Wednesday, November 04, 2009
As a starting point, I tend to imagine myself in a certain situation - pose that “what if” question – and imagine how I’d respond to the pressure, the problem, then ultimately seek out a resolution. When I first started writing, I’m sure I was the heroine of every tale! But now, I am attempting to branch out more – in fact, many things I’m working on at present are starting from the hero’s point of view. One thing is for sure – my characters all have my same core of beliefs – or will, by the end of their journey.
What is the quirkiest thing you have ever done?
What a funny question! I’d say, if you mean – quirky interesting – I would tell you that I graduated from the University of Arizona with a degree in Anthropology/Archaeology – and worked across Arizona and part of New Mexico studying prehistoric and historic people. Thus – my love of the west. However, it wasn’t as glamorous as it sounds! I spent 6 months living in a trailer on the outskirts of a postage stamp of a town in eastern Arizona! Some of my fondest memories are of that extended survey…
When did you first discover that you were a writer?
As a child, my mom always helped me transcribe my stories. As a kid in school, I loved our journaling class. Most kids loathed it, but I still remember the green notebook where I kept all of my innermost thoughts, and the thrill of seeing the A+s on the page! Now, not all teachers were that generous as I went along, but I’ll never forget that. I still have a trunk full of my early writing – someday, I’ll share it with my daughters… but every word helped me learn the art of storytelling.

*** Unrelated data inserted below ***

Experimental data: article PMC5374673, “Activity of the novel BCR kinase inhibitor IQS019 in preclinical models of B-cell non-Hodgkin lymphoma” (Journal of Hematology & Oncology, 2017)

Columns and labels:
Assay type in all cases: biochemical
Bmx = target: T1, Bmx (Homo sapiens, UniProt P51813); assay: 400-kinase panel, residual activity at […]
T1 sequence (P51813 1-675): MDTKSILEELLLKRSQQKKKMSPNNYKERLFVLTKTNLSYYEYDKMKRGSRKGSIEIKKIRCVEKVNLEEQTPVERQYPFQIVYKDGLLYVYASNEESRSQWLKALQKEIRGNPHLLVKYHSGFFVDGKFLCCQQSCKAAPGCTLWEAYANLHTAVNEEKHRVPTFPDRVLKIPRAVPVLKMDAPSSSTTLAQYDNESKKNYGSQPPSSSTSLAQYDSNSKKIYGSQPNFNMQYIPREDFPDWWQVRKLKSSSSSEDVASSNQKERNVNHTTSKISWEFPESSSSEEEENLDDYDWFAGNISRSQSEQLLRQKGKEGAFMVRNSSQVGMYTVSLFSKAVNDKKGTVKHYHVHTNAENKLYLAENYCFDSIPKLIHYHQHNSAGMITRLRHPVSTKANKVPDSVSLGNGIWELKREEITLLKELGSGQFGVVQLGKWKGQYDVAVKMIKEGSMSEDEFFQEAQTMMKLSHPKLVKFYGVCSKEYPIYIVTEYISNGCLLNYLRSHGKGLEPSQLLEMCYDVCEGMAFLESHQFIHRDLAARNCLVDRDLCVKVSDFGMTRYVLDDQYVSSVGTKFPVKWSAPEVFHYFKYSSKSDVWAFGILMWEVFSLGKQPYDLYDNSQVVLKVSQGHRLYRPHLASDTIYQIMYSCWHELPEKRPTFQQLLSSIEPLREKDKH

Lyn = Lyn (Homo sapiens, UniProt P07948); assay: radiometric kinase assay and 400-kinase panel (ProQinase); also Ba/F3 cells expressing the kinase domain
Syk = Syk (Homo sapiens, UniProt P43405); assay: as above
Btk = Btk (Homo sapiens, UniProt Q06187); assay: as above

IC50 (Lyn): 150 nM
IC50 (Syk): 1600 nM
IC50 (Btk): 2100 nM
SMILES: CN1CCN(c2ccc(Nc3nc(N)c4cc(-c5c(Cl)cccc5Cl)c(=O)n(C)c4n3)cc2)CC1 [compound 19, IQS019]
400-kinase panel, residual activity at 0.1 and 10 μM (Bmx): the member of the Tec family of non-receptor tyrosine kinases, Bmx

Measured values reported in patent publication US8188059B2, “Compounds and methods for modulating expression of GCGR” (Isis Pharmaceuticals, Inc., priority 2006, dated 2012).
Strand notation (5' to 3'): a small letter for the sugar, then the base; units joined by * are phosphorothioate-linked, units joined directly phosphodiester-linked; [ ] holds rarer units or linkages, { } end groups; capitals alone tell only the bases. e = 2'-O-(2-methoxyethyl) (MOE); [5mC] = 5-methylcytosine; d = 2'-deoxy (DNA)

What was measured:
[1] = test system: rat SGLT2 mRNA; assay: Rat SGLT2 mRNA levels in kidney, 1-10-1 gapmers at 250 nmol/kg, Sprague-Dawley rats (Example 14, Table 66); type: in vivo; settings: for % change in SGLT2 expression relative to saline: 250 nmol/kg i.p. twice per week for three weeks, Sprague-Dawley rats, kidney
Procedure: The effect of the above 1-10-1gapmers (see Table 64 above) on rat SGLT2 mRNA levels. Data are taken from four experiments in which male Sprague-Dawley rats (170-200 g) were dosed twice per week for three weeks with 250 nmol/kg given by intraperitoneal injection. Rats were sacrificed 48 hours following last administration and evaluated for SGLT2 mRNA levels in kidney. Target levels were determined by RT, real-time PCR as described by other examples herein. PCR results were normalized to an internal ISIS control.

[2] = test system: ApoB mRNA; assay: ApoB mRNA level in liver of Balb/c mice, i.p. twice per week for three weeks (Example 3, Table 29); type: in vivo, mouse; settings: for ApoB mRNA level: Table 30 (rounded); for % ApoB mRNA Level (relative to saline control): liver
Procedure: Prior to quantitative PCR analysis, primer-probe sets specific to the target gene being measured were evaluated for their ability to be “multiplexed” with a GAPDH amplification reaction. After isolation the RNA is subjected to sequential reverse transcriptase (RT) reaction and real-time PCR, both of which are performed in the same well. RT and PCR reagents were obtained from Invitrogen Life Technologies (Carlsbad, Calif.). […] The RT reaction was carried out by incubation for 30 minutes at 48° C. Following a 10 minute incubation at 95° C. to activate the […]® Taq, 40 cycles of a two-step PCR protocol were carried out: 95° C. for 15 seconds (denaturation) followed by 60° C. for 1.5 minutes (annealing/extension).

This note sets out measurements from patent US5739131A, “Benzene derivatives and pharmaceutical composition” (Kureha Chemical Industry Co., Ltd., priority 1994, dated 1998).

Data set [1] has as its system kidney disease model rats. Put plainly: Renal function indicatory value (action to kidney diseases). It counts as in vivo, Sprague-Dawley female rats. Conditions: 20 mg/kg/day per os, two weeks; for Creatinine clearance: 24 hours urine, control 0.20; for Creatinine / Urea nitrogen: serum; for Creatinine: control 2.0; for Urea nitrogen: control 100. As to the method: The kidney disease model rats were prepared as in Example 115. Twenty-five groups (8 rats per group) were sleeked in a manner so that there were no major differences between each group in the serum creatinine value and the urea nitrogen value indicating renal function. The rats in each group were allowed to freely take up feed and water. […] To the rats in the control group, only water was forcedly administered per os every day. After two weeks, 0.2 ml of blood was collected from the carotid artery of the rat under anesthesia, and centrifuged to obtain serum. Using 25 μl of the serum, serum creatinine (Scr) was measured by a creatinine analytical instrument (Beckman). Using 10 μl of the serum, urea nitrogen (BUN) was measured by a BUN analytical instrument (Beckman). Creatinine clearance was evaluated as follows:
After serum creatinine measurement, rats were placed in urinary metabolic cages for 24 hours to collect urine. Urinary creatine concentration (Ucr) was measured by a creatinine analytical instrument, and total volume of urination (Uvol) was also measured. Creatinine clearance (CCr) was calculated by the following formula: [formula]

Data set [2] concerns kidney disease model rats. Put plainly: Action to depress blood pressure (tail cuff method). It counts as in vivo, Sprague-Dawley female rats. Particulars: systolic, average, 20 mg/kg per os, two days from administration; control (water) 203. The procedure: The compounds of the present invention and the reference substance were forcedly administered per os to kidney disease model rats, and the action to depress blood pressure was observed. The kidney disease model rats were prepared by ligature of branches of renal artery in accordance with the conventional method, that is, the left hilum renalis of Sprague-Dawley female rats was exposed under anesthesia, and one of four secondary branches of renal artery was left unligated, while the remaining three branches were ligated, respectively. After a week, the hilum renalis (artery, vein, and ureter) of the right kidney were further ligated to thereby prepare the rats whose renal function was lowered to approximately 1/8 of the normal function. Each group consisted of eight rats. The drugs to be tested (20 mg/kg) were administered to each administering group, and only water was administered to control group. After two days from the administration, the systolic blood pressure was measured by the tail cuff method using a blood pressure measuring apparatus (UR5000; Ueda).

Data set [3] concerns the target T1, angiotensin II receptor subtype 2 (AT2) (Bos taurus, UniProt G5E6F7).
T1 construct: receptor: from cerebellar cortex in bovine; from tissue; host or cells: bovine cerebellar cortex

Tell us the range of the kinds of books you enjoy reading.
I love all genres – I’ll plop down with a historical fiction, romance, a sci-fi adventure, paranormal, thriller, and of course westerns! Every book is unexplored territory.
How do you keep your sanity in our run, run, run world?
Who said I was sane? Seriously, I belong to several groups of like-minded writers and we’re all in similar life situations. Women who write, have families, are trying to find balance. I also have a new-year’s resolution to say “no” whenever prudent. (This is a BIG one for me, who never wants to turn ANYTHING down.) It seems to be working so far! Time will tell.
How do you choose your characters’ names?
I start with a theme, and choose names for the hero and heroine that are appropriate. For example, All or Nothing is loosely tied to the Book of Ruth – so, the main character became “RuthAnne” and her love interest – a strapping cavalry soldier named “Bowen Shepherd.” All other characters just either jump up, fully named or – if I’m stuck, my husband’s a pro at naming people. Usually, he just makes me laugh, but his names always find their way into my stories somehow.
What is the accomplishment that you are most proud of?
My two daughters – at 5 & 3 ½ - they’re 19 months apart and full of energy. Seeing them turn into sweet, thoughtful kids – that is the joy of my heart. The novel is quite a thrill, also, and finding a publisher who believes in me doesn’t hurt!
If you were an animal, which one would you be, and why?
Oh, that’s easy. I’m a desert girl – so you can call me “Packrat.” I save EVERYTHING.
What is your favorite food?